The following information was sourced, edited for length and then collated into a short running narrative to try to provide a snapshot view of Messianic Judaism.
“Though Messianic Judaism itself dates back to Yeshua’s twelve apostles, its resurrection is a relatively new phenomenon. In the late 1800s, after several large-scale revivals among protestant believers in the United States and Europe, many Christians sought to tell Jewish people about Yeshua, or Jesus. At that time, Jewish people in Europe also began to desire to return to the Land of Israel to establish a permanent Jewish homeland; the Lord stirred many Jews to look into the so-called “Christian Bible,” or New Testament Scriptures. In the following decades whole congregations of Jewish believers in Jesus were born. This new movement was named Hebrew Christianity, since becoming known as Messianic Judaism. There are now tens of thousands of Messianic Jews in the United States alone; some estimate as many as 1.2 million. Messianic synagogues are springing up in almost every major city across the U.S., and Messianic Judaism is growing in other nations throughout North and South America, Europe, Oceania, Israel and the former Soviet republics.” (1)
“Messianic Judaism was actually the earliest form of Christianity—the Christianity of the early apostolic era. It was a Messianic sectarian movement within greater, first-century Judaism. More than one hundred years after the life of Yeshua of Nazareth, the explosive growth of Gentile Christianity eclipsed the early Messianic sect of Judaism He had founded. Many Jewish and Gentile Christians discarded the distinctively Jewish practices of the Torah (Law) as they assimilated into the evolving Gentile religious environment. The original, biblical faith and practice of Yeshua and his first disciples nearly faded into obscurity.” (2)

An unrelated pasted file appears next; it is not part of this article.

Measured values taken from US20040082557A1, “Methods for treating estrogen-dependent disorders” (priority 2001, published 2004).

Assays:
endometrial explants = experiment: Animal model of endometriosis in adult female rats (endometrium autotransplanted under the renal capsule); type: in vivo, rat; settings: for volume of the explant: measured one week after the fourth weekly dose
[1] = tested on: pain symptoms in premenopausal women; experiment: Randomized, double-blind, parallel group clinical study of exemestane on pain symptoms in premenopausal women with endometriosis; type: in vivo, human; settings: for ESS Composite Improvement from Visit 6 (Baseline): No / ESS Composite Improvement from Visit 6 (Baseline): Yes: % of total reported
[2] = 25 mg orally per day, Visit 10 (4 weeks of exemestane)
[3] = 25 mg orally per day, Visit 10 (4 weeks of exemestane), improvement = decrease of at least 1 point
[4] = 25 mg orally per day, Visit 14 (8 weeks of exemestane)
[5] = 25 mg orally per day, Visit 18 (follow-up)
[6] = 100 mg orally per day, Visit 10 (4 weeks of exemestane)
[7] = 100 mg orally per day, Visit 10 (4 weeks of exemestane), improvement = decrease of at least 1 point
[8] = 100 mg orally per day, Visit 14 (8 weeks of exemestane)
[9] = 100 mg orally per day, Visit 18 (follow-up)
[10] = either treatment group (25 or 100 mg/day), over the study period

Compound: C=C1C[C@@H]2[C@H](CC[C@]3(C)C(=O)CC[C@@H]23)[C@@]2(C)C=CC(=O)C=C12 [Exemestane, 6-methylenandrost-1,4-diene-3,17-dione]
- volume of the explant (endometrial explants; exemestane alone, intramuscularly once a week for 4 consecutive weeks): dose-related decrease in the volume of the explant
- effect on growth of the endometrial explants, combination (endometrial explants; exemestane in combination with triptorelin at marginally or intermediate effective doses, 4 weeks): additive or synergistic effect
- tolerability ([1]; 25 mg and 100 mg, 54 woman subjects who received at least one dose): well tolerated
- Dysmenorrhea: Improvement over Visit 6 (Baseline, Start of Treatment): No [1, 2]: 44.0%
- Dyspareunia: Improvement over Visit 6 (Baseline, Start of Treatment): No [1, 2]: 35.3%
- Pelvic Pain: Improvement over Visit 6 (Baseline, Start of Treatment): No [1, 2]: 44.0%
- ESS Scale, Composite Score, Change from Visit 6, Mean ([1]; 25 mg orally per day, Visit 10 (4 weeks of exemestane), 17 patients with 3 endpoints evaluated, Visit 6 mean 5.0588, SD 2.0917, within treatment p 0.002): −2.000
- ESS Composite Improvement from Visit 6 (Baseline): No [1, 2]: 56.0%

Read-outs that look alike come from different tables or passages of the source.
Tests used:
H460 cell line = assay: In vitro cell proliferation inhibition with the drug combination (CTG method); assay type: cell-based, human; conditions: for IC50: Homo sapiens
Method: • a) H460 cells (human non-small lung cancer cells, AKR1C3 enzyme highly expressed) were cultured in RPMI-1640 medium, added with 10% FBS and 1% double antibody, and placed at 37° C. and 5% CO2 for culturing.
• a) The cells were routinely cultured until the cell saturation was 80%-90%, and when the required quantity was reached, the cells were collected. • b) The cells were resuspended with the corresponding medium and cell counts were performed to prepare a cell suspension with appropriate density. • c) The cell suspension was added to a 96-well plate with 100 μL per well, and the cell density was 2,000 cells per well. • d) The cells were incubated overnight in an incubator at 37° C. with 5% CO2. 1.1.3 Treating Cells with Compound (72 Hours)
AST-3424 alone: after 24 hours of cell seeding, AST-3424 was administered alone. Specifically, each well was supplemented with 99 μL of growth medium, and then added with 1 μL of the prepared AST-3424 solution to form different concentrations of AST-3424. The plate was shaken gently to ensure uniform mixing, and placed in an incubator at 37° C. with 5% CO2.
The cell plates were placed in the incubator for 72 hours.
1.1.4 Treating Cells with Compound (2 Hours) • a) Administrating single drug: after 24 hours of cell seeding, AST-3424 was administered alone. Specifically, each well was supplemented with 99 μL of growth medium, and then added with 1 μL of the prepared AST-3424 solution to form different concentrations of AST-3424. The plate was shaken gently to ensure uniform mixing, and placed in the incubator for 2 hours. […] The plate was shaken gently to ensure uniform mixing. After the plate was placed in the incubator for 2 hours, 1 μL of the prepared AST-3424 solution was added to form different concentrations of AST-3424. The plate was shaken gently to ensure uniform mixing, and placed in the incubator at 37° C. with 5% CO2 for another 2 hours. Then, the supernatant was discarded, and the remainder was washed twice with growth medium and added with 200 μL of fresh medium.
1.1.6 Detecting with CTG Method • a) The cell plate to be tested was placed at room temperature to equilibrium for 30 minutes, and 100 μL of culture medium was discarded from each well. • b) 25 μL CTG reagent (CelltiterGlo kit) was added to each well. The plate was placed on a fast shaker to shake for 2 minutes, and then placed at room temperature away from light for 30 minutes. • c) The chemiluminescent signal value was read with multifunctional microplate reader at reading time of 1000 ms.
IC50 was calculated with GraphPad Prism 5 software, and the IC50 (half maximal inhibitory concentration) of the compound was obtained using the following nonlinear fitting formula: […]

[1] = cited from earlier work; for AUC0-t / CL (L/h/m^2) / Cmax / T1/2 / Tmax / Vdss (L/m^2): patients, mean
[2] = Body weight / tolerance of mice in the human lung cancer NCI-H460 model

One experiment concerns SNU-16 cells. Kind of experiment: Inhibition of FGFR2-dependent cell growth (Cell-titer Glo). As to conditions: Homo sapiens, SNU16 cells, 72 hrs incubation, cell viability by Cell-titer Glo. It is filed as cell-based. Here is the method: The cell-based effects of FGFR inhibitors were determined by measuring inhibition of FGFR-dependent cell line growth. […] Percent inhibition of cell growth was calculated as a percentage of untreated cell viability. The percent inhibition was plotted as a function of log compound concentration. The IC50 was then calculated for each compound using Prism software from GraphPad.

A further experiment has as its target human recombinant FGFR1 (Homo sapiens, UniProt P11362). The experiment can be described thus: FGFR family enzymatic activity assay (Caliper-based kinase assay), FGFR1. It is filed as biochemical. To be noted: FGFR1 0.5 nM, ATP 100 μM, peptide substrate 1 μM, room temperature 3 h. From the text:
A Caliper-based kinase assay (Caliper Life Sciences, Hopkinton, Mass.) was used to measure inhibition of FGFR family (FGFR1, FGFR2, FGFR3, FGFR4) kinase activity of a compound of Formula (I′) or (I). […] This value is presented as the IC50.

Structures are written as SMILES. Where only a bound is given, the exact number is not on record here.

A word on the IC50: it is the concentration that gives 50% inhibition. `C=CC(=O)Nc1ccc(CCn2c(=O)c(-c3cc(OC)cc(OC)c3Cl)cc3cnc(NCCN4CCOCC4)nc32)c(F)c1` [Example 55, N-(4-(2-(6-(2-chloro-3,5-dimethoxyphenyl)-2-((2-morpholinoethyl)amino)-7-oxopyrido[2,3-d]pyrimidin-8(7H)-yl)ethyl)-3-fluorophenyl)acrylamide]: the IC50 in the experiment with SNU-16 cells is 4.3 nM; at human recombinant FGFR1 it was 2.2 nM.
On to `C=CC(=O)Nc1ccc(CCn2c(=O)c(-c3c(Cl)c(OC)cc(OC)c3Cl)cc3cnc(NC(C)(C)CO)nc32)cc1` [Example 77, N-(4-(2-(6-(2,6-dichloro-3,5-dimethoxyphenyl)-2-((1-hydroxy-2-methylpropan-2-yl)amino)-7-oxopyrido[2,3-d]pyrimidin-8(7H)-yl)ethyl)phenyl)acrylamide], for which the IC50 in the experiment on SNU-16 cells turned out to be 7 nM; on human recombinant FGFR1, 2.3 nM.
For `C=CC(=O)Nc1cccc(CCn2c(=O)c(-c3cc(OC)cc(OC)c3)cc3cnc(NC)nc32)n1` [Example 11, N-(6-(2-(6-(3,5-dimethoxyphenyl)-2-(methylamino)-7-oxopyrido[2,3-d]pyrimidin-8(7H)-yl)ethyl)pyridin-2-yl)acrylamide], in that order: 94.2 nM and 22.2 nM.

“The Union of Messianic Jewish Congregations (UMJC) envisions Messianic Judaism as a movement of Jewish congregations and groups committed to Yeshua the Messiah that embrace the covenantal responsibility of Jewish life and identity rooted in Torah, expressed in tradition, and renewed and applied in the context of the New Covenant. Messianic Jewish groups may also include those from non-Jewish backgrounds who have a confirmed call to participate fully in the life and destiny of the Jewish people. We are committed to embodying this definition in our constituent congregations and in our shared institutions.” (3)
At Beth Yeshua Twin Ports, we strive to restore the practice of early Messianic Judaism. In the early days of the New Testament, both Jewish and Gentile believers in Jesus worshipped as co-religionists, participating in the prayers, rituals, expressions, and customs of Jewish life. We and they approach the Person and teaching of Yeshua from within the context of Judaism, allowing the Holy Spirit to guide and apply Torah and all of Scripture.”
(1) Messianic Jewish Alliance of America-Messianic Movement
(2) Beth Immanuel Messianic Synagogue
(3) UMJC Theology Committee; affirmed by delegate vote, July 20, 2005